In this second installment of a two-part series, Hugh McIntyre explores how the timing and frequency with which you as an artist release music can effect the success of said release, and your career as whole. In part two, he examines the disadvantages inherent in releasing music too often.
Guest Post by Hugh McIntyre on the TuneCore Blog
[Editors Note: This blog was written by Hugh McIntyre and is the second installment in a two-part series about how the timeliness and/or frequency of your release schedule can impact your career.]
Recently, I looked at the upsides that can come with releasing music either fairly often or rarely. There are plenty of good reasons to consider either one of those options, but what I didn’t discuss in detail in my piece was what could be wrong with these choices. What are the downsides to dropping albums and singles constantly, or only every so often?
Ask any artist that releases a new album every year and you’ll probably hear them all say the same thing: they’re tired. Operating as a musician that shares that much material that often is exhausting in almost every way, and while it might sound terribly romantic to be so committed to your art that you’re willing to wear yourself thin to make it and put it out into the world, it’s incredibly difficult to keep up.
Between writing, recording, finishing everything else that comes with an album, and then properly promoting that new project—which means filming music videos, doing media outreach, and composing entire marketing campaigns—and that’s to say nothing of touring, it isn’t actually too difficult to imagine that refusing to take breaks in between album cycles is the sort of thing that can run anybody down, even the most ambitious and talented of artists.
If you’re constantly creating and releasing music without taking time to refresh and relax (at least for a little while), it may not take long for your art to suffer. Time is one of the necessary components to creating great music, and if you’re always working, you will see the quality of your work decrease…and everybody else will eventually notice as well. Sure, you may be selling more albums than you would if you only dropped a full length every few years, but can you keep up the pace for long? Are you really willing to all but kill yourself to get to a place where you’re worn out and creating music that may be beneath the best you can?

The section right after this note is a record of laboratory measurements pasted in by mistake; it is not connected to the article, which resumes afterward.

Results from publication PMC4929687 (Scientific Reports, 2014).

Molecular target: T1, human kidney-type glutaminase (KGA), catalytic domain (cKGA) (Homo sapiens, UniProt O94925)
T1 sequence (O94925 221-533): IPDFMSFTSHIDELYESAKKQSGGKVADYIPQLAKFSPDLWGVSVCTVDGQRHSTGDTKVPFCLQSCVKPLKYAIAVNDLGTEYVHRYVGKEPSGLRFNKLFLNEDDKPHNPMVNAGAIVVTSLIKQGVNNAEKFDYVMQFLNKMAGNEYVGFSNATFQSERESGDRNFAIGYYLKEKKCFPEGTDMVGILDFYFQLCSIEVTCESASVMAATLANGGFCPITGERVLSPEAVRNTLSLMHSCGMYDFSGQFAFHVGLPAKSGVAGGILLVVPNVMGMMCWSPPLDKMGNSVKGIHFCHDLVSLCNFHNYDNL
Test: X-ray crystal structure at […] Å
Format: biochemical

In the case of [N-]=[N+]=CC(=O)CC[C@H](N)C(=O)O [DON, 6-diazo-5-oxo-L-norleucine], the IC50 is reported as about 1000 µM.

Also, just because you’re not taking time in between albums, that doesn’t mean that creating singles and albums (and everything else connected to these products) can be finished faster. It’s likely that putting together a 10-track record will take you essentially the same amount of time no matter how you’re doing it…so don’t you want your art to be appreciated? Putting new things out into the world constantly doesn’t let fans and the media give each piece the right amount of time and attention. If there’s always something else to hear, everybody will move on, and that can cheapen your art!
It’s quite simple: if you don’t release a lot of music, you’ll have fewer things to sell. Even your biggest and most ardent fans are only going to buy every album you release once (or perhaps twice, depending on how you market different formats). Releasing an album every few years may help in some departments, and it may be the absolute best art you can possibly create, but you can still only sell it so many times. Sharing new tunes less frequently means you’ll need to focus on selling more copies to different people, which means more time spent promoting your limited output in the hopes of attracting new fans. Adding to your fan base sounds great (and of course it is), but it’s far easier to sell something, anything, to a fan you already have than to turn a stranger into a paying customer.
On top of having fewer opportunities to sell music, releasing music only occasionally only gives you so many chances to promote yourself, at least via traditional methods. Few blogs will want to interview an up-and-coming artist with nothing new to push, and larger publications that may only be potentially interested in you during the beginning of a cycle may miss you once, and then you’ll need to wait a long time before having a good reason to pitch them again. Even if you spend the money to hire a publicist, they’ll likely tell you that your best chances of getting press come when there is something new and exciting coming.
The same can be said for touring. Much like selling music, only the biggest and most adoring fans will come see you more than once if you have nothing new to play them. Tickets always sell better when you’re in full promotional mode, which comes with a new “era.” Plus, does it sound like fun to you as an artist to continually travel across the country playing nothing but the same few tracks?
One of the least talked-about issues facing artists that take lengthy breaks in between album cycles (or whatever we want to call it in today’s post-album economy) is that of lost momentum. Sometimes when a new or lesser-known artist starts to see their single become well known, be it on the charts or via a streaming platform like Spotify, they have already released an album or an EP that had been in the works. While some tracks become overnight sensations, it still takes a lot of acts months to see their songs go viral. Once that happens, musicians need to do everything they can to capitalize on their newfound, growing popularity. To disappear for a few years shortly after a potential fan base becomes interested is a huge wasted opportunity.
While it may be tiring, the smart thing is to try to get something out in time for those people that just arrived to the party to snap up more material, thus cementing them as fans. If you step away for a time and return years later, it might be too late for many of them, and you’ll have lost some could-have-been fans.